services, several quotes are given from early Hawaiian writers who make it clear that, at least sometimes,
they did accept offerings of pigs, food or tapa in exchange for their help. And it discusses some kahunas
who set fees when a cash economy became prevalent.
Now what can we learn from this very brief historical survey of kahunas?
They were the experts of old Hawaii, experts in religion, health, crafts, science, psychology and magic.
"Kahuna" was a title, like M.D. or Ph.D., and additional descriptive words were used to designate the
field of expertise.
Just as the modern use of the word "doctor" by itself is generally taken to mean a medical doctor, so the
use of "kahuna" by itself generally designated a priest or healer.
They underwent intensive and extensive training before being recognized as experts in their field, either
by their teacher or by the community.
Some kahunas were experts in many fields.
Kahunas could be male or female.
Although it is not explicitly stated above, it is clear from reading the above sources that kahunas of any
kind were always attuned to the spiritual side of their expertise as well as to the material side.
Under the Monarchy the term "kahuna" began to be used for foreigners who were recognized experts in their
fields, especially for ministers and health professionals.
In Territorial times, when Hawaii became a tourist destination, visitors discovered that the best surfer on
the beach was called "kahuna nui he'e nalu," the "principal master surfer." Because of his expertise he was
also the leader among the surfers, and they would follow his advice on boards and waves and the skill
itself. He was called "kahuna nui" for short, and this soon became the phrase "big kahuna," which took on
meanings of "big boss" or even "the biggest and the best" in any area, including hamburgers.
In modern times the word "kahuna" is used and misused in many ways. Some people without any traditional
Hawaiian knowledge or training claim to have been "initiated" as kahunas, something which Hawaiians of old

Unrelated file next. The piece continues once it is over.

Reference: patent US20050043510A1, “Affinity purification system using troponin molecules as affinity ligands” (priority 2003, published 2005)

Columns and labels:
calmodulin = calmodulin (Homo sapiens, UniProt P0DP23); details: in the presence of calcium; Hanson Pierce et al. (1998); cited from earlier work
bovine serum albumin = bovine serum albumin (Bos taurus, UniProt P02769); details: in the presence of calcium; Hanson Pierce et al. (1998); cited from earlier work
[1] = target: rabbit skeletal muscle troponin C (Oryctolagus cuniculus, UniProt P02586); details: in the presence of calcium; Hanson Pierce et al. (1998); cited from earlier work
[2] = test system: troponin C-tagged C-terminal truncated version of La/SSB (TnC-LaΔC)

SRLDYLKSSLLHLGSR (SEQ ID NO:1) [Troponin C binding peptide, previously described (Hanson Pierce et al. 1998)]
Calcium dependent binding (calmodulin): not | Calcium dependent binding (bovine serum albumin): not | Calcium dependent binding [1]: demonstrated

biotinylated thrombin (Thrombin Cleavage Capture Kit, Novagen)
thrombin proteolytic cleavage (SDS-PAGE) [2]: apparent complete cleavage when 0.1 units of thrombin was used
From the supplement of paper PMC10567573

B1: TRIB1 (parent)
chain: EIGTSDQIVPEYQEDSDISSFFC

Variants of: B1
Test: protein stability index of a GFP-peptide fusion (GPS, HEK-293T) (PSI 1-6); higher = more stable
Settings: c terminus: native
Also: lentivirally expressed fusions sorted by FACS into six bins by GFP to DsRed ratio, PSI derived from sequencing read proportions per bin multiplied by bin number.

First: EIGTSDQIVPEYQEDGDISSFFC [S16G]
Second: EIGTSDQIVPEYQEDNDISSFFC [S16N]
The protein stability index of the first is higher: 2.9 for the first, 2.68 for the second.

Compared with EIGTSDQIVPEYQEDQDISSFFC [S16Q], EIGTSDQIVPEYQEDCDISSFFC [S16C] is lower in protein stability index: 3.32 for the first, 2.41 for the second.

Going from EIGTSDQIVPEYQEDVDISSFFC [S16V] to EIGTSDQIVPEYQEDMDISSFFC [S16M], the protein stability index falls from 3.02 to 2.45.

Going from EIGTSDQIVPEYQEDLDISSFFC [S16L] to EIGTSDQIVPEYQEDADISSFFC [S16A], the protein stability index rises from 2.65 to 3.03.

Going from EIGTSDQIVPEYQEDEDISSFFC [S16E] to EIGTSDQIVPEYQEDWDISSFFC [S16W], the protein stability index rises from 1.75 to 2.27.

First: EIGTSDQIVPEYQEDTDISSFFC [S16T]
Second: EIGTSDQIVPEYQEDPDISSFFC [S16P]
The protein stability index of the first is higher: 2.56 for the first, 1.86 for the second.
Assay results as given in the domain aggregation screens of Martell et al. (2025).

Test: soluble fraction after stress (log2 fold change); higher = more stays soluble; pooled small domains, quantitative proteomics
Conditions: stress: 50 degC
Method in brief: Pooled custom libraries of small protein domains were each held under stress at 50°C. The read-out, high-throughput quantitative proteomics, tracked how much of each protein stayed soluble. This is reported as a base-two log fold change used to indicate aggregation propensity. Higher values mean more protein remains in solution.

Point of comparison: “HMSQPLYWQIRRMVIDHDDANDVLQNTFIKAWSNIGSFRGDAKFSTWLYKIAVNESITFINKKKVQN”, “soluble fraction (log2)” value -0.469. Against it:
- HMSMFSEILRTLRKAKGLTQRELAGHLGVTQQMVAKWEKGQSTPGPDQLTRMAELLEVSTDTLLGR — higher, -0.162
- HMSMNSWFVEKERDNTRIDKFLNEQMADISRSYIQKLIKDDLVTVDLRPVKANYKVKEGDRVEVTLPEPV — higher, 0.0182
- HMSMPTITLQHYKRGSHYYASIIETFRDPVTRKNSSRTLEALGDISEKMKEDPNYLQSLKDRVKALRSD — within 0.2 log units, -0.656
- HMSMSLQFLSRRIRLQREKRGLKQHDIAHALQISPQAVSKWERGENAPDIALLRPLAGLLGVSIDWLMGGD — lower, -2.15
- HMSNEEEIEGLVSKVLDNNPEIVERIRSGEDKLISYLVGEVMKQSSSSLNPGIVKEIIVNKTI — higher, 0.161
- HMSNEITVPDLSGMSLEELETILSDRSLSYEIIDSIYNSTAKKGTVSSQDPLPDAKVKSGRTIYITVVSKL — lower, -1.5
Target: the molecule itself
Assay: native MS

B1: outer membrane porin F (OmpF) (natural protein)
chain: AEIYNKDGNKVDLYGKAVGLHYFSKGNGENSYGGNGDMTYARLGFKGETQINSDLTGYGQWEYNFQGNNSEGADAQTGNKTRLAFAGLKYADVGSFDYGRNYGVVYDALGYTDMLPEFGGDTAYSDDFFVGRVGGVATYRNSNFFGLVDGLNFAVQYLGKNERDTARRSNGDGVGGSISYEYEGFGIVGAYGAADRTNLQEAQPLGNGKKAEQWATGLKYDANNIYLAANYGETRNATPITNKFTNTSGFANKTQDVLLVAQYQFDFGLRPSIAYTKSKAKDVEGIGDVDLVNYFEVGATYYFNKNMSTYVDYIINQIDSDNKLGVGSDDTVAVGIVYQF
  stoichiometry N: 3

would have laughed at or been shocked by. Some Hawaiians fear the word because they automatically relate it
to sorcery, and some Hawaiians say that no one can be a kahuna who isn't Hawaiian. Visitors come to Hawaii
looking for a "kahuna," which for some means a psychic healer and for others means a shaman.
How do you know if someone is really a kahuna? There are no hard and fast rules, and there never have been.
A deep knowledge and understanding of Hawaiian culture would seem to be a must if the word is to have any
meaning in a Hawaiian context. In old Hawaii the main test would have been one's level of expertise in a
given field of importance to Hawaiians. The teacher is the one who grants the title, so being able to name
the teacher would seem to be a factor, too.
I was trained in a traditional way in "kalakupua," or "kupua" for short, a near equivalent to "shamanism,"
by my Auntie Laka and my Uncle Wana of the Kahili family, who originally came from Kauai. I was hanai'ed
into that family as the grandson of Joseph Kahili in 1957. My last teacher, Wana Kahili, granted me the
title of "kahuna kupua" in 1975 on Goleta Beach, California, based on the results of more than twenty years
of training (including time with my father). Like most who have received a similar honor, I don't have a
certificate to "prove" it and, since it was a private ceremony, there aren't any witnesses to attest to it.
But I know what I know, and I know how to do what I do. That's enough for me.
However, I don't use that title any more. One aspect of Hawaiian culture I learned is to avoid offending
others when you don't have to and some Hawaiians are offended by my use of it. So I am "kahu" to members of
my organization who want to call me by a title, "Dr. King" to those who want to acknowledge my doctorate in
psychology, and simply "Serge" to the rest of the world. I have Hawaiian names as well, but I honor my birth
parents by publicly using the name they gave me.
So, what is a kahuna? Just a title that means what you think it does. If you meet a kahuna, respect the
person for what he or she can do, more than for the title.
Copyright Huna International 2001